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I recently convinced my friends to try out a table-top RPG. Now, being an almost complete novice to table-top RPGs, and adding the fact that I will have to take point and GM this campaign... Is there any way I can ensure my friends have an enjoyable first experience playing these sort of things? I'm simply unsure of how a campaign for beginners should be. I know for a fact that PC deaths on the first campaign would really cloud their opinion. I'd like to ease them into that.

We'll be playing Warhammer Fantasy Roleplay, more than likely just getting the Core Set to get us started. Any tips and tales of experiences you had when playing WFRP for the first time, or from the perspective of experienced GMs when introducing beginners to WFRP or table-top RPGs in general.

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There are some great system agnostic questions and answers about this. Basically, your question is not about WFRP 3e as much as it is about can GMs have PCs in game? I would be very careful about this myself. There be dangerous mistakes a novice GM can make. –  javafueled Apr 11 '13 at 19:44
    
Regarding whether GMs should have their own character, we try to keep questions here to one question per post, so I've deleted that bit to maintain everyone's focus on how to set up a first campaign. (Normally I'd say post it as a new question, but it's already been fairly thoroughly answered in these two questions: GM developed recurring villain, and Should a GM be a Player?) –  SevenSidedDie Apr 11 '13 at 20:24
    
WFRP3 has some issues most RPG's don't. This is partly due to the component heavy nature of the game. –  aramis Apr 12 '13 at 18:52
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4 Answers

Fran, in my comment I think the question is more about Should a GM be a Player too.

Here's a well answered question on this very topic:

Should a GM be a Player

I would still caution you as a novice GM that there are many pitfalls in good intentions and a desire to just have the same fun as your players. The GM is not an adversary, but he/she does present obstacles and often puzzles. As the GM you will have insight into all of these and a GM PC can become a crutch or, worse still, begin to overshadow the players.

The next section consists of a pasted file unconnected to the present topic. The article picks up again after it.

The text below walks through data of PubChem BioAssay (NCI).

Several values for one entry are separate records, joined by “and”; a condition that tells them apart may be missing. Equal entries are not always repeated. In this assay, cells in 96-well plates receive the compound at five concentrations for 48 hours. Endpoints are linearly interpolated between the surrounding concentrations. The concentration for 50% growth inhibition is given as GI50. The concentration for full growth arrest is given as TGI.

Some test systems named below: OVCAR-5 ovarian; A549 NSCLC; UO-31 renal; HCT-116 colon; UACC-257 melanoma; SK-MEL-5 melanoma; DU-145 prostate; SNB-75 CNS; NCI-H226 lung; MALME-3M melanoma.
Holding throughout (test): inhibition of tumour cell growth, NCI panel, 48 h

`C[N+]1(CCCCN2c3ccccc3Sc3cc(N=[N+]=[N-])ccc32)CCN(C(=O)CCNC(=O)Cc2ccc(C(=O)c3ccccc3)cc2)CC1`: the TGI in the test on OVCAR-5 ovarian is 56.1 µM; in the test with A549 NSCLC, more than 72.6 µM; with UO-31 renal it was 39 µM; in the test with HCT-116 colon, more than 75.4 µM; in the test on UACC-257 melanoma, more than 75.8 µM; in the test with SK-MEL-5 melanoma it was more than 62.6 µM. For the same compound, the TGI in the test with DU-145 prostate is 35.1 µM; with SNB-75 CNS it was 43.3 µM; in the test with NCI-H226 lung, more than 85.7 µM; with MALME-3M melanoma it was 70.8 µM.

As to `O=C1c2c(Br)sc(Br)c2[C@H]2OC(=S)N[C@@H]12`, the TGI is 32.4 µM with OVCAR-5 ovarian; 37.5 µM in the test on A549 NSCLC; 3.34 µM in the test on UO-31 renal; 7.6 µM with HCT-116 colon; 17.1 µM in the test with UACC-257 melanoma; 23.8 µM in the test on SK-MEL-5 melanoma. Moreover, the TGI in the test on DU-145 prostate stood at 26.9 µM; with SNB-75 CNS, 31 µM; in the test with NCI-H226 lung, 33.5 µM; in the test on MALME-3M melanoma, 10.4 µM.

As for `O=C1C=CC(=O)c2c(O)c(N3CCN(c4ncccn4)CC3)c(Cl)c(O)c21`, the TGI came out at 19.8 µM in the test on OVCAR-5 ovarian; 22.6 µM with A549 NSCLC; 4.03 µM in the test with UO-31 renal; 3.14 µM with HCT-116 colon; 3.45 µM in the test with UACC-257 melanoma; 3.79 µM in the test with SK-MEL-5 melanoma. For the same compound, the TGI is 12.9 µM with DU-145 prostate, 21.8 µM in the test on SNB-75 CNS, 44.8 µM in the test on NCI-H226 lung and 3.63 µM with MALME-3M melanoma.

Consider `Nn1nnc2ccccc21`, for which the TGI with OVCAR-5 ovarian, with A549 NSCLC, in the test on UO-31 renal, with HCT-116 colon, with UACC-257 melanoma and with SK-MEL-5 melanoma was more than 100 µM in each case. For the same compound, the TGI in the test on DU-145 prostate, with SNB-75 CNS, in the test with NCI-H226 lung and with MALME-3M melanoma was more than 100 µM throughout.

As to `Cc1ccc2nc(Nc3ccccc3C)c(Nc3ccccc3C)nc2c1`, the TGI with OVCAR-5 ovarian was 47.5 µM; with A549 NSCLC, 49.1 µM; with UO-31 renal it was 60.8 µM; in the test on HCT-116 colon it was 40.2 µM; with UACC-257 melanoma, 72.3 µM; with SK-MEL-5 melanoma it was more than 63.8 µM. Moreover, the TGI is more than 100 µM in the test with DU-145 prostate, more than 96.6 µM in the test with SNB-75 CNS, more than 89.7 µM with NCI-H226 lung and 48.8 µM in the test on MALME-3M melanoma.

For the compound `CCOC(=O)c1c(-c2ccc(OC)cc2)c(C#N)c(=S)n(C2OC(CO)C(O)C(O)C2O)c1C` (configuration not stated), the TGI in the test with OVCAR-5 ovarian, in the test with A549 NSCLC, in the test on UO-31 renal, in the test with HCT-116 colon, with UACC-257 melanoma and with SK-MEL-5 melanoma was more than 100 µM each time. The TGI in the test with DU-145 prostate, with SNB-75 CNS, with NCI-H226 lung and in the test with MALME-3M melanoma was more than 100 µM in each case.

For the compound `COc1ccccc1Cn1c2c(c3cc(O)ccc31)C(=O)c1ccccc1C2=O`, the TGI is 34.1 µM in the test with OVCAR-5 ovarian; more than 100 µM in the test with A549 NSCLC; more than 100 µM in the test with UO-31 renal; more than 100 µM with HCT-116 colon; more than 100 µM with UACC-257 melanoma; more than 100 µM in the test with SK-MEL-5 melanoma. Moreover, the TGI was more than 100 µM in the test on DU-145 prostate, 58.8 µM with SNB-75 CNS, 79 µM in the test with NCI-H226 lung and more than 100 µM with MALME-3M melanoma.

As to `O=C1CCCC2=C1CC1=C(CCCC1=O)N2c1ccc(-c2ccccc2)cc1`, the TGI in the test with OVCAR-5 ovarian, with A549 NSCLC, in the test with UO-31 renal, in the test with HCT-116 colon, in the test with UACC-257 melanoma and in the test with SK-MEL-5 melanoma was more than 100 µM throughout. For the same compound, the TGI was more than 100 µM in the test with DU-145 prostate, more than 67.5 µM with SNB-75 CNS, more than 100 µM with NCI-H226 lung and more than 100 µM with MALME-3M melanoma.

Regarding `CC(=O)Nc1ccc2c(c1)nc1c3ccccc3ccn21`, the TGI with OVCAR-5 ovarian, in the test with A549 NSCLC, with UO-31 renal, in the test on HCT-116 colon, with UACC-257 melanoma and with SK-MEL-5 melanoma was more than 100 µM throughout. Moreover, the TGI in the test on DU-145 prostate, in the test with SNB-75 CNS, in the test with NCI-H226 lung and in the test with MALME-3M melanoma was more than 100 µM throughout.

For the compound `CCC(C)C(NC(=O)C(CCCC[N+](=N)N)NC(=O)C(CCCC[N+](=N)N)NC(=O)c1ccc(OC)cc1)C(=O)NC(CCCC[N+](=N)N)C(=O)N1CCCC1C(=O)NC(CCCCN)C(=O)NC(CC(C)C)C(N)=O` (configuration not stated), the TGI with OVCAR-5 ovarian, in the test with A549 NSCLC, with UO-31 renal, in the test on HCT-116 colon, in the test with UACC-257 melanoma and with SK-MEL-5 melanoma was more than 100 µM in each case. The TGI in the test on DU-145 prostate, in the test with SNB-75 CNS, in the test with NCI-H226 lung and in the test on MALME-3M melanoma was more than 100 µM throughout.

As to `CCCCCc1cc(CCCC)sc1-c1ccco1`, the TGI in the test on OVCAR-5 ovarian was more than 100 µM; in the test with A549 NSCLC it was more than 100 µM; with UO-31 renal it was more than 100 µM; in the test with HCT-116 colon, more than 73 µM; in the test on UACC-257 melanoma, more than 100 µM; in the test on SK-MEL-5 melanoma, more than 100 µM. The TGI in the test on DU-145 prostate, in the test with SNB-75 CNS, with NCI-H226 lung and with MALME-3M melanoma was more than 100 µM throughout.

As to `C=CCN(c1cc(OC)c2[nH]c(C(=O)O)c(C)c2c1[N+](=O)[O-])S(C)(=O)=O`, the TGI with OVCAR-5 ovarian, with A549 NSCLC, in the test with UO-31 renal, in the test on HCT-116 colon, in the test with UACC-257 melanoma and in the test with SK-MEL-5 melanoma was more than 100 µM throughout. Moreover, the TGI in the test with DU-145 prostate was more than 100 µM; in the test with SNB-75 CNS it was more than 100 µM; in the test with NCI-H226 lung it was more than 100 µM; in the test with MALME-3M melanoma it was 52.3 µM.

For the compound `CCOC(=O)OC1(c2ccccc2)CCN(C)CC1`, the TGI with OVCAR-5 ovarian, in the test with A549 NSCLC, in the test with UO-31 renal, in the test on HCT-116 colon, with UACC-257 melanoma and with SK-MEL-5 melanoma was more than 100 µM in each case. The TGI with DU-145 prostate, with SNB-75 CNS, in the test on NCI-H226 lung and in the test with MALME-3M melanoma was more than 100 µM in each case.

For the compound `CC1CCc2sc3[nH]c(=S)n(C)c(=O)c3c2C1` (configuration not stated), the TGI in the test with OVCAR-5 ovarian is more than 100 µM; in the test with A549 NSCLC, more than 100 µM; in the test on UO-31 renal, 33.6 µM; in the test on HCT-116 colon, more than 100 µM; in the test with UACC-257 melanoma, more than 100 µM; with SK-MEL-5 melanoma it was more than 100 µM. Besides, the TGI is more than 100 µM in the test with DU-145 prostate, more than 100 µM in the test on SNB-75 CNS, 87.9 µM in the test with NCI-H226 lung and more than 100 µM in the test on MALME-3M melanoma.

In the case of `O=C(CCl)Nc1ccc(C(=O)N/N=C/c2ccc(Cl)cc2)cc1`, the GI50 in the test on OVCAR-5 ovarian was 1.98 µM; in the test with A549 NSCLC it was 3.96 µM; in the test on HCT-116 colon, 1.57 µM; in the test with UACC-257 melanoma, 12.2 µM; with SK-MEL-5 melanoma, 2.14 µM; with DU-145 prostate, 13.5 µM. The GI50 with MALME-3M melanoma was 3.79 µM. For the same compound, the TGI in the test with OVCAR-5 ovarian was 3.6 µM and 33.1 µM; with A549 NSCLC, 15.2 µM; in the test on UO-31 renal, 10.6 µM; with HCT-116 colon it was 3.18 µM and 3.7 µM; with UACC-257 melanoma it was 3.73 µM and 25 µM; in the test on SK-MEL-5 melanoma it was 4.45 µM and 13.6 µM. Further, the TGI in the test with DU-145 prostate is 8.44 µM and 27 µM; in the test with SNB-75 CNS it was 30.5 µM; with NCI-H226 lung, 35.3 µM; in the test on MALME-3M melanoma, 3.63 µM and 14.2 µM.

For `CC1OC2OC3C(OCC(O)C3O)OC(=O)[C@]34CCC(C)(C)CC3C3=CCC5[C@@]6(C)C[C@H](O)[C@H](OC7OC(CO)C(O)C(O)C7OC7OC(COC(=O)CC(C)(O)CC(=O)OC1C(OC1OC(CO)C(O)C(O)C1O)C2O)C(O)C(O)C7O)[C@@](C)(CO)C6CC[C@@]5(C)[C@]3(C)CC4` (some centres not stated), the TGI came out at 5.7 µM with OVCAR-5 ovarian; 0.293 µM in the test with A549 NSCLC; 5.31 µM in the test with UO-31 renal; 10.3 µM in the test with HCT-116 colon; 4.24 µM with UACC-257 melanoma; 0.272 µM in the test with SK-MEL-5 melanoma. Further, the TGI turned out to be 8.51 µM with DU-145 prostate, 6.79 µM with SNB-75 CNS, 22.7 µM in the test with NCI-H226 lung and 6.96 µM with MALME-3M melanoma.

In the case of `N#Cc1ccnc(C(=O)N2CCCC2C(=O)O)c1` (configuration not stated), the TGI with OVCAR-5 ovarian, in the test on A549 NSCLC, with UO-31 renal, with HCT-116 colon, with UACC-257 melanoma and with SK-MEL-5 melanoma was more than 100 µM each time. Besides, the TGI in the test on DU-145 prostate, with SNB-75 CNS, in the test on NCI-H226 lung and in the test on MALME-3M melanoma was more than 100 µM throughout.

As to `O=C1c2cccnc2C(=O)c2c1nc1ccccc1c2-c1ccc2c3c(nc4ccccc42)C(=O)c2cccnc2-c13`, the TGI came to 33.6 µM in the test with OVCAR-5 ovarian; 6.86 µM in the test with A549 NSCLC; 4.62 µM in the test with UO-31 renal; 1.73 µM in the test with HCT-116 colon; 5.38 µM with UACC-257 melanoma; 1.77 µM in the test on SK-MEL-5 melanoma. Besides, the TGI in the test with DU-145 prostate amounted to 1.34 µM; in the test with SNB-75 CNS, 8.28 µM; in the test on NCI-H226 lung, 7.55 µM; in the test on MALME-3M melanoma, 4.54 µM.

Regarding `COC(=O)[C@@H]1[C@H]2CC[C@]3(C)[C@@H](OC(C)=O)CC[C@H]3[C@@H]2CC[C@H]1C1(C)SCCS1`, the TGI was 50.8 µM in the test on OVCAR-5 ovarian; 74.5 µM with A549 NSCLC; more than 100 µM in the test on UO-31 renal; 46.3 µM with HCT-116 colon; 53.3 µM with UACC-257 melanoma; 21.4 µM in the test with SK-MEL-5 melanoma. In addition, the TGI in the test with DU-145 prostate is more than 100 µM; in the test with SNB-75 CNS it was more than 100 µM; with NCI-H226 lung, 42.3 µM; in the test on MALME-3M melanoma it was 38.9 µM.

WFRP 3E is probably a more tolerant game for a GM run PC by aspect of its card based and boardgame-esque elements, e.g., PC states and party tracker meters. However, a WFRP 1E or WFRP 2E game, taking more traditional approaches to GM tasks, much like D&D or Pathfinder, might find the GM PC a little more problematic for the novice GM.

Finally, here's a great question on finding advice for novice GMs:

What role-playing games have good gamemaster advice sections?

The link to Matt Finch's Primer on Old School Gaming is great, just for its feel, even if you don't agree with the topic and find "trad games" boring. There is a lot of great advice in the thread.

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Thanks. I think I'll try to get used to being a GM first, until I have a good handle on things and can objectively use a PC on later campaigns. –  Fran Apr 11 '13 at 20:04
    
Fran, I updated the answer with an additional link for finding advice for novice GMs. –  javafueled Apr 11 '13 at 20:13
    
why did this get down voted? –  javafueled Apr 12 '13 at 20:41
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I am not familiar with WHFRP so my ideas my not fit the tone of the game, but these are some general ideas that I use.

One of the best ways, I find, to get new players into a game is to slant the game towards what their characters are good at. If you have a character who was built to hit things with hammers, let that happen and narrate it to make the character seem greater than his opponents.